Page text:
In my view, you cannot have this both ways. Sports can either be this completely separate space that refuses to participate in, and therefore have a say, in cultural change. Or, sports can be part of the real world and change as culture changes. Right now, I think we're seeing that rubber band stretched to its breaking point on this topic, and the question is which direction it's going to snap.

Looking past the Olympics, what do you foresee changing, or not changing, in the ongoing debate over gender verification in women's sports?

In some ways, reporting out this series made me both more and less hopeful for the future. Less hopeful because we've known about the variations in sex biology for decades and seem to be trapped in this strange kind of Groundhog Day loop—trying over and over again to find a clear, scientific way of drawing a line in the sand when one simply doesn’t exist. Lots of people I spoke with told me that until sports officials and the public are better educated about the realities of human biology, and all its variations, that we'll be stuck in this loop forever. At the same time, I think that we are entering into a new era of women's sports in which athletes (at least sometimes) are becoming more and more empowered to stand up to governing bodies and fight for their rights.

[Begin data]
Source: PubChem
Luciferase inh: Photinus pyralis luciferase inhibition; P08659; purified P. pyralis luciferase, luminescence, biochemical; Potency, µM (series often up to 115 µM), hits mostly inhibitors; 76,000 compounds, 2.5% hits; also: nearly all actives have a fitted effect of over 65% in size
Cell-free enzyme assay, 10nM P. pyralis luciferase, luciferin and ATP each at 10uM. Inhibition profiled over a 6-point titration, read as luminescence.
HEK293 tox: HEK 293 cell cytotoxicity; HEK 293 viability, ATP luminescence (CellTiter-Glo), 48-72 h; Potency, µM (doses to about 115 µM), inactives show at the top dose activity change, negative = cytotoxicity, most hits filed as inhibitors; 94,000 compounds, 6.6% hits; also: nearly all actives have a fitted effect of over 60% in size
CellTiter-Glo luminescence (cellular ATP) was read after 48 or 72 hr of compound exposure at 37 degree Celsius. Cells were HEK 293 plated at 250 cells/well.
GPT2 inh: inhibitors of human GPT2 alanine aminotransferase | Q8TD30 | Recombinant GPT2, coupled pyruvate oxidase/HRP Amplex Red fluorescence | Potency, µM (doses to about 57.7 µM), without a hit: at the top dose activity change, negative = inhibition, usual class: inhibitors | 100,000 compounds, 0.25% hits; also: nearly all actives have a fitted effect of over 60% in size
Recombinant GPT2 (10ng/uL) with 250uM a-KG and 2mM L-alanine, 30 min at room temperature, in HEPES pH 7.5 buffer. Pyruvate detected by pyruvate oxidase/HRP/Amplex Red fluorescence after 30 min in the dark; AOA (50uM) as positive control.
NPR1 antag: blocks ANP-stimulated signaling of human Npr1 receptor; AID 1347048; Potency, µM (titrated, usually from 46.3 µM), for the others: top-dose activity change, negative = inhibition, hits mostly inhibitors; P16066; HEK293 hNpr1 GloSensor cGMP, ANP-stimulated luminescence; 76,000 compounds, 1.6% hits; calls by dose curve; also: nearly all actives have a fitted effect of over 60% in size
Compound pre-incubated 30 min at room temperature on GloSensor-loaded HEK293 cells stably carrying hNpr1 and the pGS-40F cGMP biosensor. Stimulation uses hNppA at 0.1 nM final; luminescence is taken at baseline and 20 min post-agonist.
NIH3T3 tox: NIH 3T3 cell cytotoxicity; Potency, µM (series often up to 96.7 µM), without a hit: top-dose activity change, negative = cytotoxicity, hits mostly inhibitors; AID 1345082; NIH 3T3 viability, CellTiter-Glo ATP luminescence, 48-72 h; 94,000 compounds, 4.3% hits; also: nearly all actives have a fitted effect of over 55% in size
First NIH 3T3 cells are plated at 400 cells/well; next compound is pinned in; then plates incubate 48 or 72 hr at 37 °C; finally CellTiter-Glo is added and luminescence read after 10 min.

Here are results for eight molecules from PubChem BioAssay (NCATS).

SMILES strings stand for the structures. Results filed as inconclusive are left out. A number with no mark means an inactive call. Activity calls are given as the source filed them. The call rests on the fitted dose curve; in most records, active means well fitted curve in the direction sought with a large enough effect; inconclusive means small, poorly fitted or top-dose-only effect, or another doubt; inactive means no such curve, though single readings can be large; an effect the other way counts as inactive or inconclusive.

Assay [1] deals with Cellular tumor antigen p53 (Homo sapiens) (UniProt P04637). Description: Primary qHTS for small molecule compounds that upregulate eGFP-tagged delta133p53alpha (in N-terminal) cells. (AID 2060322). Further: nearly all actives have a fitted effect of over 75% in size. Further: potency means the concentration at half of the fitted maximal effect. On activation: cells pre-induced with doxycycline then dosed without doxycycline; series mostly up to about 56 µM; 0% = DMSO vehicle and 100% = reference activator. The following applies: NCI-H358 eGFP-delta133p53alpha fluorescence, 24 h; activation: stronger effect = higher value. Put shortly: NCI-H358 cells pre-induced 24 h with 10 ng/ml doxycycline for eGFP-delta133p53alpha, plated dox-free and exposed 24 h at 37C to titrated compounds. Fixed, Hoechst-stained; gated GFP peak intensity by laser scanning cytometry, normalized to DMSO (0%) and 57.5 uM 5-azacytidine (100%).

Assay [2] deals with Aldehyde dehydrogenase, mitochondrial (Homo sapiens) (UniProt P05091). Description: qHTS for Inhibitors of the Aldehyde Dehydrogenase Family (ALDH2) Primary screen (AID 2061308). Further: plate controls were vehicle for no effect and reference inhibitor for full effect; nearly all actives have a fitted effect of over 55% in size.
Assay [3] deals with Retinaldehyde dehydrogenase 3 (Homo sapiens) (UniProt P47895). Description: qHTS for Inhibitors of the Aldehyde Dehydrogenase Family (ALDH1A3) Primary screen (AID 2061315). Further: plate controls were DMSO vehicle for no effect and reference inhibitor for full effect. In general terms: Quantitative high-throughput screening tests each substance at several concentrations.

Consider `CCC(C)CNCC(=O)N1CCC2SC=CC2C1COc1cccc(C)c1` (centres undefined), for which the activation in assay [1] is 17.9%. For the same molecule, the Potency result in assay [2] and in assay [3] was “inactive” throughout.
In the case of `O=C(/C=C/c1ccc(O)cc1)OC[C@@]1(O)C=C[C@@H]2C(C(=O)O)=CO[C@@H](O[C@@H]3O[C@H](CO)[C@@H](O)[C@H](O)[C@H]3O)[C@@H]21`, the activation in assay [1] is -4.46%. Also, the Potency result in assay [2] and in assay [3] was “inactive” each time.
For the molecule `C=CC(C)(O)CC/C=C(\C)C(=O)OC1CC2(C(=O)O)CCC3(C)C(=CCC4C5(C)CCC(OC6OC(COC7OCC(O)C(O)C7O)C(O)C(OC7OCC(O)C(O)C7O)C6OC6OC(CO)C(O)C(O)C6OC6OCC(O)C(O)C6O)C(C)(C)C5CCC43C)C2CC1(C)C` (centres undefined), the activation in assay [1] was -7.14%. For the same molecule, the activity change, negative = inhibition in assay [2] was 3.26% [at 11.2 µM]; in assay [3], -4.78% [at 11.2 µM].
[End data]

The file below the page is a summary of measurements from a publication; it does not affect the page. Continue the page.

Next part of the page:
Sports are, in some ways, one of the last bastions of a really hard-line sex binary in our world. And as long as we divide sports rigidly, with two categories based on sex or gender, we're always going to wind up in tricky, difficult situations. Asking for that to change means asking for huge, powerful, extremely stubborn institutions to change a fundamental thing about how they view the world. And that's a big ask. But I don't think it's necessarily impossible.